0424SERVICEaudCarol Williams, Mercy Ministry chairwoman at East Lanier Community Church in Buford, talks about her church’s second annual Day of Extreme Blessings taking place today.
Two area churches will be separately fanning across Hall County today to beautify, clean up and participate in other community service activities.
East Lanier Community Church in Buford is holding its second annual Day of Extreme Blessings with several projects in South Hall.
Church members will be making Mother’s Day and Father’s Day items for South Hall Meals on Wheels clients and putting together care packages for military serving overseas.
They also plan to participate in projects at Eagle Ranch, a Christian-based children’s home in Chestnut Mountain; the South Hall Food Pantry in Oakwood; and Living Recovery, a Christian-based drug and alcohol treatment program.
The church, which is off Friendship Road in South Hall, also plans to take homemade cookies and brownies to fire and police departments, as well as library and school employees.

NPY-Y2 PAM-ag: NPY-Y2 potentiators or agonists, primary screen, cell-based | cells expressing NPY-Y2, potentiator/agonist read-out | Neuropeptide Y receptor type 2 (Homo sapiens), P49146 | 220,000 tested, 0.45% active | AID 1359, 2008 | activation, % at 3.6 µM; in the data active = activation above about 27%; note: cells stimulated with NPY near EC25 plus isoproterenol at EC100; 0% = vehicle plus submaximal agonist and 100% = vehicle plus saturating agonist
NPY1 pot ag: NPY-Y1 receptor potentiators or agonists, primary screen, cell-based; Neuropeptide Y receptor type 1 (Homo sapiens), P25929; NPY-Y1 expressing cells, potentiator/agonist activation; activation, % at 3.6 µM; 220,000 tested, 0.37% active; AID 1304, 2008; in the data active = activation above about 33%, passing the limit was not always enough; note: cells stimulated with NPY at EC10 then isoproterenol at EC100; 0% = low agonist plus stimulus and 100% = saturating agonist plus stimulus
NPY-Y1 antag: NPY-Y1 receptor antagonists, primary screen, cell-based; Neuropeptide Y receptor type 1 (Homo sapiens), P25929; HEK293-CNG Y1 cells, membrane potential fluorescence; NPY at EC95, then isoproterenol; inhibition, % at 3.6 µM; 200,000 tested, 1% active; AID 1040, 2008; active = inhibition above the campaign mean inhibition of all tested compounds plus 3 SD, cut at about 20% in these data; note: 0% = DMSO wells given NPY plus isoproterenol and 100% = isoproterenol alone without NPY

“We feel like (the event) is a natural outreach of our Christian faith,” said Carol Williams, the church’s Mercy Ministry chairwoman.
“Giving to the community is a way to demonstrate who we are and what we believe in, and it’s a great opportunity to get to know people in our community.”
Church of Jesus Christ of Latter-day Saints members in Gainesville and South Hall are also taking part in a day of service today, as part of a larger effort encompassing 10 Southern states, said George Wangemann, a church member and Gainesville city councilman.
“It’s an effort to recognize that communities have needs, and we’re trying to step (in) and fill some of those needs,” he said.
The Gainesville church is baking goods for the Gainesville-Hall County Senior Life Center, which, in turn, will sell them to generate some income for its programs. Members also will help with repairs and other chores in homes of Meals on Wheels clients.
The South Hall church has teamed up with the city of Flowery Branch in beautification efforts at seven “Welcome to Flowery Branch” signs, Wangemann said.
About two years ago, the church planted some pansies at the signs.
“They lasted until the hot summer came along and killed them,” Wangemann said. “Hopefully, this time we will plant or replant some shrubs and flowers that will hang on year-round.”
He said he was glad to hear about East Lanier’s efforts.
“There are so many needs out there right now,” Wangemann said. “It’s a Christ-like act of service to do something for the community that maybe resources aren’t available to get done at this time.”